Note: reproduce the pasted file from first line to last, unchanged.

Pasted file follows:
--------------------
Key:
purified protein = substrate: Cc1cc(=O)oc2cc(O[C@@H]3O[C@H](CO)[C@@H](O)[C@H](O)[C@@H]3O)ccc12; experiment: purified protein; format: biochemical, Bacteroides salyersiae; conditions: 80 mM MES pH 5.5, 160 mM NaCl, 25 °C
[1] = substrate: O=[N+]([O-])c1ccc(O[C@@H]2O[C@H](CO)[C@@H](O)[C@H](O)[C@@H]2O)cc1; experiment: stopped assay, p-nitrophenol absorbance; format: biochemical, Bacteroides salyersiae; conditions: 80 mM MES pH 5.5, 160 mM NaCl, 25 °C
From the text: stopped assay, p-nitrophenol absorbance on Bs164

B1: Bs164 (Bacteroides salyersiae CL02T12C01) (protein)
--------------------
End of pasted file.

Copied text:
Key:
purified protein = substrate: Cc1cc(=O)oc2cc(O[C@@H]3O[C@H](CO)[C@@H](O)[C@H](O)[C@@H]3O)ccc12; experiment: purified protein; format: biochemical, Bacteroides salyersiae; conditions: 80 mM MES pH 5.5, 160 mM NaCl, 25 °C
[1] = substrate: O=[N+]([O-])c1ccc(O[C@@H]2O[C@H](CO)[C@@H](O)[C@H](O)[C@@H]2O)cc1; experiment: stopped assay, p-nitrophenol absorbance; format: biochemical, Bacteroides salyersiae; conditions: 80 mM MES pH 5.5, 160 mM NaCl, 25 °C
From the text: stopped assay, p-nitrophenol absorbance on Bs164

B1: Bs164 (Bacteroides salyersiae CL02T12C01) (protein)